COST ANALYSES AND CLINICAL PRACTICE
* Finalists for the Lee B. Lusted Student Prize
Method: We hand-collected data on all anticancer drugs approved by the US Food and Drug Administration from 1995 to 2013. We calculated the treatment episode price for each drug based on the dosing and duration of treatment for a typical patient and the Medicare payment rate. We obtained information on survival benefits from randomized controlled trials and, for drugs approved on the basis of single-arm trials, modeling studies. We calculated the price per year of life gained for each drug in 2013 dollars. Using least squares regression, we estimated the relationship between the price per year of life gained and approval year.
Result: The average drug price is $78,600, and the average survival benefit is 0.45 years. We find that benefit-adjusted prices increased by 5% a year, or about $7,800. Put another way, in 1995 patients and their insurers paid $101,000 for a year of life. By 2005, they had to pay $178,000 for the same benefit. The result is robust to the inclusion of various controls for drug attributes (e.g., side effects, oral or intravenous administration).
Conclusion: Our results are consistent with the conventional wisdom that new anticancer drugs are more expensive than older products. In the absence of a well-defined standard of value, oncologists may evaluate new products’ prices against a reference price. Because reference prices are malleable and influenced by the prices of existing products, manufacturers have some leeway to increase launch prices over time without reducing demand. Expansions in the 340B drug pricing program, which requires manufacturers to give discounts to eligible buyers, may also have contributed to price increases for non-eligible buyers.
Method: Older Medicare patients at high risk of hospitalization in an urban teaching hospital were enrolled based upon their likelihood of having an average of 10 days of hospital days in a given calendar year. Patients were surveyed to assess four different types of CRN behaviors: not filling or refilling a prescription, delaying getting a prescription filled, skipping doses to make the medicine last longer, and/or taking smaller doses to make the medicine last longer. We analyzed the rates of these behaviors and their combinations, and assessed if the addition of Medicaid coverage was associated with lower rates of CRN.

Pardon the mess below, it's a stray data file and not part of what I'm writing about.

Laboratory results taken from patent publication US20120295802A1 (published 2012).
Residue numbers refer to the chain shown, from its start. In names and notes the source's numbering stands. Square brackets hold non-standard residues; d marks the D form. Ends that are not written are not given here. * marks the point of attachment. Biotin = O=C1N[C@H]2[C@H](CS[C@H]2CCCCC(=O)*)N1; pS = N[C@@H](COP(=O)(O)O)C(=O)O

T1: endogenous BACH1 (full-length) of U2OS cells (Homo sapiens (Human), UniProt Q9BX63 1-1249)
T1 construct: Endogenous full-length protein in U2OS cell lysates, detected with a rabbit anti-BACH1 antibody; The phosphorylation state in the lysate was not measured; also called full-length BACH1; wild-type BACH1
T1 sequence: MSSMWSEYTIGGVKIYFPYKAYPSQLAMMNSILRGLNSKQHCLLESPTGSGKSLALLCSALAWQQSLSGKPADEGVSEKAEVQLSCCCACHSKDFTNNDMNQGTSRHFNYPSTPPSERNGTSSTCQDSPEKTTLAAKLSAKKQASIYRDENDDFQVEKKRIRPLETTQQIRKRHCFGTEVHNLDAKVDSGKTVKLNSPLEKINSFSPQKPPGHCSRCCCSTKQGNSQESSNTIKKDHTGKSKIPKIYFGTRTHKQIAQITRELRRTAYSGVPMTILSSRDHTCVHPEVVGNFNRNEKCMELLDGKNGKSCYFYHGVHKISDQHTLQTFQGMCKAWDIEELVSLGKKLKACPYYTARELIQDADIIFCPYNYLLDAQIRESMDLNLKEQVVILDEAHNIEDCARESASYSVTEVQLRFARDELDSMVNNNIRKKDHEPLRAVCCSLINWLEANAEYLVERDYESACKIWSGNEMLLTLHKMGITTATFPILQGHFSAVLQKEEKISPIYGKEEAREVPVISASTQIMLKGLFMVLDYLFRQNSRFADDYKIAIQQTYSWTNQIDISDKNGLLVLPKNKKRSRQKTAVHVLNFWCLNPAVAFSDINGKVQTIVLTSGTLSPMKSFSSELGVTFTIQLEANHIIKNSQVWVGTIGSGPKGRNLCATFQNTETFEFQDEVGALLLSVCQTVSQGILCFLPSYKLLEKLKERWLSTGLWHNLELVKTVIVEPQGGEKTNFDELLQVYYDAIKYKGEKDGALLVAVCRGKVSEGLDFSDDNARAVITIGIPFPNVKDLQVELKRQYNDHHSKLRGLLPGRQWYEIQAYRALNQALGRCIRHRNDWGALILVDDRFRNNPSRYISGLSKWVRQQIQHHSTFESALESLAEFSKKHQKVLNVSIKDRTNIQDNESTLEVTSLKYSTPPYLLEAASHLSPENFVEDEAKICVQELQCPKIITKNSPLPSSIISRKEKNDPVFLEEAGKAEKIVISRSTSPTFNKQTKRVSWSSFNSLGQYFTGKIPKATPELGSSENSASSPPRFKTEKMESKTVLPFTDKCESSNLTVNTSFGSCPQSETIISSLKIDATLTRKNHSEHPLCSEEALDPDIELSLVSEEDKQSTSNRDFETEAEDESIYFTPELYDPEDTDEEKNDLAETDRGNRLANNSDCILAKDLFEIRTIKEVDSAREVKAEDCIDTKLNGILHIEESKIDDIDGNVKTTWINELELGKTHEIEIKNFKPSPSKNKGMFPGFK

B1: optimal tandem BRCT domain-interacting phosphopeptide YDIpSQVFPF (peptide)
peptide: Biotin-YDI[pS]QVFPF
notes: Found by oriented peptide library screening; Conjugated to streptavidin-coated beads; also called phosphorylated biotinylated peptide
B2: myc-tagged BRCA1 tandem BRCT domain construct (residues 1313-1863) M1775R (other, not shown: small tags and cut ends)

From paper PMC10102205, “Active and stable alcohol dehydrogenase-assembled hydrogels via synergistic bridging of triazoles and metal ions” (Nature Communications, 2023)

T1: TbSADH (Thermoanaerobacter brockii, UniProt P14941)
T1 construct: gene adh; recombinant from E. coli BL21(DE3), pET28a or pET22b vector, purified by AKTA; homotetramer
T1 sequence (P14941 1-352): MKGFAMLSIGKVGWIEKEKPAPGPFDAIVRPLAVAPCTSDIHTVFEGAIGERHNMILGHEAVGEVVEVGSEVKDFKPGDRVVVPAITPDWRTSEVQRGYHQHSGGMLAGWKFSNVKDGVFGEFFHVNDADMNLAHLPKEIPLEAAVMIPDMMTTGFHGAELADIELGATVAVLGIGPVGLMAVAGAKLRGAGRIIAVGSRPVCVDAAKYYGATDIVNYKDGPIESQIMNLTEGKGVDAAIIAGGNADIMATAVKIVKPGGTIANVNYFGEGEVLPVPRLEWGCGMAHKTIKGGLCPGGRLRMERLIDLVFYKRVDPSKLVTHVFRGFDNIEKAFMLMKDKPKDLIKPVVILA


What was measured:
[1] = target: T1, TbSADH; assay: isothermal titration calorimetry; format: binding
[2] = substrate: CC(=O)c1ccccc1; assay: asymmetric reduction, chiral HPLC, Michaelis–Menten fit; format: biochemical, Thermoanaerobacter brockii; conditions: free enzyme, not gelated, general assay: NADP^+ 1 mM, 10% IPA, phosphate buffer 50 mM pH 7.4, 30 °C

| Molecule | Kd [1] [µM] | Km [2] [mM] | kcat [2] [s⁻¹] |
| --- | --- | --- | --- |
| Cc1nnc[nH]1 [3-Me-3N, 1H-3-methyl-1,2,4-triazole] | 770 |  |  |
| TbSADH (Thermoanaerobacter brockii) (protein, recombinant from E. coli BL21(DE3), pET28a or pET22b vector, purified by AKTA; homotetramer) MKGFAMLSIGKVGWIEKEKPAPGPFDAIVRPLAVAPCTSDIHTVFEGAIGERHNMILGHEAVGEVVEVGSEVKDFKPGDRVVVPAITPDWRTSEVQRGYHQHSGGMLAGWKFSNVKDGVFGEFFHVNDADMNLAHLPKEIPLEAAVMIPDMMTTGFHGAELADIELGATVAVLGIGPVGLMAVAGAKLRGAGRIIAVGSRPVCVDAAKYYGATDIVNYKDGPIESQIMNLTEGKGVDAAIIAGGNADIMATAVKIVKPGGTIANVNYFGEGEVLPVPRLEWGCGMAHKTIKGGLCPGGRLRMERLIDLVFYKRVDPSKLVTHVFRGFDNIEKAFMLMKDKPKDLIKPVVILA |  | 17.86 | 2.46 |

Result: 524 eligible patients were surveyed, among whom 148 (28.2%) reported one or more CRN behaviors. The mean age of the full sample was 61.9 years (s.d. 16.6), with 320 (61%) female, and 240 (47.6%) with Medicaid coverage (i.e., dual eligible). Among these dual eligibles, 28% reported CRN, compared to 28% of those without Medicaid (p=0.98). Delaying filling of a prescription (22%) was the most prevalent CRN behavior, followed by not filling a prescription (19%), skipping doses (13%), and splitting doses to make the medicine last longer (13%). Among those who reported CRN, delaying getting a prescription was the single most prevalent CRN behavior (76%), but 58% reported two or more CRN behaviors, and 26% reported all of the four CRN behaviors.
Conclusion: CRN is highly prevalent among older Medicare patients at high risk of hospitalization, even those with Medicaid coverage. Among patients reporting CRN, delay in filling prescriptions is the most frequent CRN behavior, but multiple CRN behaviors are common. The frequency and extent of CRN in this population suggest the potential for large adverse effects of CRN and the likelihood that physicians may be inadequately aware or responsive to CRN behaviors. Patient-centered efforts to identify and address CRN deserve attention.
In Mexico, around 60,000 individuals currently benefit from universal, free-of-charge antiretroviral treatment (ART) through MoH facilities. The financial constraints of a publicly funded system threaten the short-term sustainability of the HIV national program. Thus, facility-level performance data is required to increase value-for-money in HIV spending. Indicators of the treatment cascade provide relevant insight of quality-adjusted outcomes and its associated costs, which could have a managerial role in assisting decision-making.